Benjamin Lockshin, MD, explains the current landscape of oral medications for plaque psoriasis, emerging developments in treatment, and the importance of shared decision-making.
In an interview with HCPLive, Lockshin, director of the Clinical Trails Center at DermAssociates, discusses his research “A Peer Perspective on an Oral Treatment Option for Adults With Moderate-to-Severe Plaque Psoriasis,” presented at the 2023 Fall Clinical Dermatology Conference.1
What are the most common treatment approaches you typically recommend for patients with moderate to severe plaque psoriasis?
In terms of treating moderate to severe plaque psoriasis, there are several factors to consider. We evaluate the patient's comorbidities, their preferences, the risk-to-benefit ratio, as well as data from previous treatments. We have a range of treatment options, including oral medications and systemic treatments. Newer-generation biologic therapies such as risankizumab, guselkumab, and secukinumab have shown promise. Additionally, there's an oral option, tyrosine kinase 2 (TYK2) inhibitors, which some patients prefer due to their perceived safety and convenience.
How does shared decision-making play a role in selecting treatment options for this patient population?
Shared decision-making is crucial when choosing treatment for patients with plaque psoriasis. Recent studies have shown that involving patients in the decision-making process increases their commitment to the treatment plan and compliance. Educated patients who understand the risks and benefits of various treatments are more likely to adhere to their treatment regimens, leading to better outcomes.
Can you provide insights into the current landscape of oral treatments for plaque psoriasis and the existing gaps or challenges in this field?
The oral treatments for plaque psoriasis have evolved over the years. Traditional options like methotrexate have been largely replaced by newer treatments. Apremilast has been available for about a decade, but its efficacy can be inconsistent, and patients often experience side effects like headache, diarrhea, and nausea. TYK2 inhibitors represent the latest entry into the oral treatment space and have shown a more favorable side-effect profile. Patients can generally expect to feel better with TYK2 inhibitors, and the day-to-day side effects are minimal. However, being a newer medication, there are still some unanswered questions, and we are continually monitoring the side-effect profile.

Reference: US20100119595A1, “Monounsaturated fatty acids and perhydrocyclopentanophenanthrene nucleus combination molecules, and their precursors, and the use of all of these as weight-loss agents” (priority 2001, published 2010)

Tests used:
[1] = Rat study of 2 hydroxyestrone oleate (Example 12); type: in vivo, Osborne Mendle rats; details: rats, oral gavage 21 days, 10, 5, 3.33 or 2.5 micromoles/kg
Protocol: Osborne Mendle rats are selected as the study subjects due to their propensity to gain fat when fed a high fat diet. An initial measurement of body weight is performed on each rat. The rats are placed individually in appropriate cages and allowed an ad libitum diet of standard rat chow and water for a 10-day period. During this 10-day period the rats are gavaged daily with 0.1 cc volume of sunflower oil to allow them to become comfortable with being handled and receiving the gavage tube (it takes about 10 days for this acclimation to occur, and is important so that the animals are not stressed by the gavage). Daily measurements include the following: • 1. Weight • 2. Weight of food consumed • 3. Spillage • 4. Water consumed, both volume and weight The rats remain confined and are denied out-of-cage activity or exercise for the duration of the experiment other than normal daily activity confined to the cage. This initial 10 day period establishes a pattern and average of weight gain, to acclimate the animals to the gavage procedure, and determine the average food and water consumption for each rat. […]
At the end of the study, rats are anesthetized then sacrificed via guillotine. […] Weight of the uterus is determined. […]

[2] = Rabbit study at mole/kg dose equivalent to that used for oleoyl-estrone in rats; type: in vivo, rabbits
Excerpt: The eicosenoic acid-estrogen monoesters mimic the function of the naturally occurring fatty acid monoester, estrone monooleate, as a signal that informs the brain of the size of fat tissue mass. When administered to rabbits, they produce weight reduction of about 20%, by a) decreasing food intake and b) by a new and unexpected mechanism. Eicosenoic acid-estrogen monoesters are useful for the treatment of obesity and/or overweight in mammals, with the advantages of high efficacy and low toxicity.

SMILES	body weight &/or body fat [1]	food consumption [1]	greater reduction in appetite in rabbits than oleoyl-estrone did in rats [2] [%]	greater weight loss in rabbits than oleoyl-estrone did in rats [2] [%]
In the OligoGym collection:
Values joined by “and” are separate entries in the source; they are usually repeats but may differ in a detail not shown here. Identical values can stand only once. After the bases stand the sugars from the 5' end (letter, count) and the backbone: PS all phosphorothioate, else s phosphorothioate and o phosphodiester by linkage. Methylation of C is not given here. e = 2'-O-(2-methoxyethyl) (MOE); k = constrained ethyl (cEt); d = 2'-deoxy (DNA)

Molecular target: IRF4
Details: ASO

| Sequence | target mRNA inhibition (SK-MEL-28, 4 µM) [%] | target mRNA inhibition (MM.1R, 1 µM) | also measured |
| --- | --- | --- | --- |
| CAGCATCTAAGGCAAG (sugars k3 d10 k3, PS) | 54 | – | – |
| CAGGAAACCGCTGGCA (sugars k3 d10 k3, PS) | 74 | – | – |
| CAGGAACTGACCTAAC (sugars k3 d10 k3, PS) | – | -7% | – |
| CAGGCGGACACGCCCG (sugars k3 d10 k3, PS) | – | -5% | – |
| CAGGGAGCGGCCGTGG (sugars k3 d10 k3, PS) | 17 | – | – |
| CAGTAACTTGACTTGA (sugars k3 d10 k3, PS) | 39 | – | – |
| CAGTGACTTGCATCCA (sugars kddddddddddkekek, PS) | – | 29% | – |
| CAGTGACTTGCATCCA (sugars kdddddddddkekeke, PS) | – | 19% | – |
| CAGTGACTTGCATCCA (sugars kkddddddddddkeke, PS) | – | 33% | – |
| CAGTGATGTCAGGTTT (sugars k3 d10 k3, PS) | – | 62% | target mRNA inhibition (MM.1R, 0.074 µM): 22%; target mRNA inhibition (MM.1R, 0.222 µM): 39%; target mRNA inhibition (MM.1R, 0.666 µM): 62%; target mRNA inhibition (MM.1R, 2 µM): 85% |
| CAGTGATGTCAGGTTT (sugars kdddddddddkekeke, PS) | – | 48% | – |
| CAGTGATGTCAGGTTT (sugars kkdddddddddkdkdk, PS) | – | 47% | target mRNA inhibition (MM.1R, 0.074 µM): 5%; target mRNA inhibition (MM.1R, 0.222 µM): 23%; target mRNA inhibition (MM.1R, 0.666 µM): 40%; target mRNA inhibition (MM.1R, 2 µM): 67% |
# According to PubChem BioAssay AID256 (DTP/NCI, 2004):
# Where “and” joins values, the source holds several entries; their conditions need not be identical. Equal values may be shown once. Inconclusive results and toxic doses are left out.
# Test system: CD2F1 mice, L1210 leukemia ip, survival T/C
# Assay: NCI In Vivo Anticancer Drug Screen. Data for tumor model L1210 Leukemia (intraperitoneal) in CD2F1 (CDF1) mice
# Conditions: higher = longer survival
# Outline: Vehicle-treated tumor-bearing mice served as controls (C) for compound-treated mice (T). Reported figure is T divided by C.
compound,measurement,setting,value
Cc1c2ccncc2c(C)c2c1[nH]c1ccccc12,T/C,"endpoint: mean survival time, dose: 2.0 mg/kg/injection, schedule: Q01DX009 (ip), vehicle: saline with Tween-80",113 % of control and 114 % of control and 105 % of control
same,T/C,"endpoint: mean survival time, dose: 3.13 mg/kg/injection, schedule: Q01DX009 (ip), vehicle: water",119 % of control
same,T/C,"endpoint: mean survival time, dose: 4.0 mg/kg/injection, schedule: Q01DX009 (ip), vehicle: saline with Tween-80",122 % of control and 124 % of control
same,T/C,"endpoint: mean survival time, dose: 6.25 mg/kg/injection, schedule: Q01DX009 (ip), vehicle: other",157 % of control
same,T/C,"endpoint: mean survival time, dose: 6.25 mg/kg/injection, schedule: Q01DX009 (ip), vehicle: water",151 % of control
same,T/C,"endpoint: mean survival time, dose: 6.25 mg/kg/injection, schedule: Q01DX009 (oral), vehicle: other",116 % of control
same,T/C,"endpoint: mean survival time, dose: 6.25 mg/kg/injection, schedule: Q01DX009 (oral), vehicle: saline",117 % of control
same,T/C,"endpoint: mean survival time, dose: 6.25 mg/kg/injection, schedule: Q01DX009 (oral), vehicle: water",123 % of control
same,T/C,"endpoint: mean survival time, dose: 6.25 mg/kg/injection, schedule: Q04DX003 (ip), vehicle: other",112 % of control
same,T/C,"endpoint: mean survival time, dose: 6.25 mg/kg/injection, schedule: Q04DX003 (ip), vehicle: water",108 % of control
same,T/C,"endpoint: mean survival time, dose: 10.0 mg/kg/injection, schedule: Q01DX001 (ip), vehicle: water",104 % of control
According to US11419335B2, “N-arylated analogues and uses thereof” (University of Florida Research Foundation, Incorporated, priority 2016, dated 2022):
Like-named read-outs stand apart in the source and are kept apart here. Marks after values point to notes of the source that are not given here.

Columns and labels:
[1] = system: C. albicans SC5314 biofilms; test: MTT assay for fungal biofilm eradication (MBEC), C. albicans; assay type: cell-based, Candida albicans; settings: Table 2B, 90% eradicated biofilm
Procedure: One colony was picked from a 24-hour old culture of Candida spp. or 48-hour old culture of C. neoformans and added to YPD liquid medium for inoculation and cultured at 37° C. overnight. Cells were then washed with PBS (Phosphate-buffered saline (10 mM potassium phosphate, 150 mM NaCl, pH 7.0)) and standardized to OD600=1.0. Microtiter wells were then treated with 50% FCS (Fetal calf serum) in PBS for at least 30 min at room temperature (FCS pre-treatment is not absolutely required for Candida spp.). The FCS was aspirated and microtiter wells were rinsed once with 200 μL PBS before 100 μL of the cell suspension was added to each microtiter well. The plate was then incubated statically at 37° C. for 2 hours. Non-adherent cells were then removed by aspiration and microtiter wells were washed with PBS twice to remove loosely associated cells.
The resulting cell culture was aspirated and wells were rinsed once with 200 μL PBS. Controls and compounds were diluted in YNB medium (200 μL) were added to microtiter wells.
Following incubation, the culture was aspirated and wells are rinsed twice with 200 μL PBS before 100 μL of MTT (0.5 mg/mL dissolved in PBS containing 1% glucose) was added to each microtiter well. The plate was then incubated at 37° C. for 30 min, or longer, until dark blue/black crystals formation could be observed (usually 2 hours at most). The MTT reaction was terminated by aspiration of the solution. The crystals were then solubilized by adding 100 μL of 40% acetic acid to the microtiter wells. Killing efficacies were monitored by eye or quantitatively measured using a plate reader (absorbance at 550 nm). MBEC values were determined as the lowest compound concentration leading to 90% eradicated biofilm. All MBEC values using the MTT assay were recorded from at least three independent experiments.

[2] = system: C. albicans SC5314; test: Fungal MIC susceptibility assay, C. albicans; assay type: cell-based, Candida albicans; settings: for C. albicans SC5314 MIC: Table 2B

Are there any recent or emerging developments in oral treatments for plaque psoriasis that you find promising or noteworthy?
There's ongoing research into small molecules that target cytokines previously primarily addressed by biologic agents. These small molecules aim to target interleukin (IL)-23, and some are in phase 1 or phase 2 development. They offer a more targeted approach, similar to biologics, but with the convenience of an oral administration route.
Is there anything else you'd like to convey to our audience or any key takeaways from your presentation that we haven't covered?
Our understanding of psoriasis as a systemic inflammatory condition continues to evolve. Having a broader array of treatment options allows us to choose the most appropriate treatment for individual patients. This not only helps manage their skin symptoms but also addresses the various comorbidities associated with psoriasis, including psoriatic arthritis.
This transcript was edited for clarity.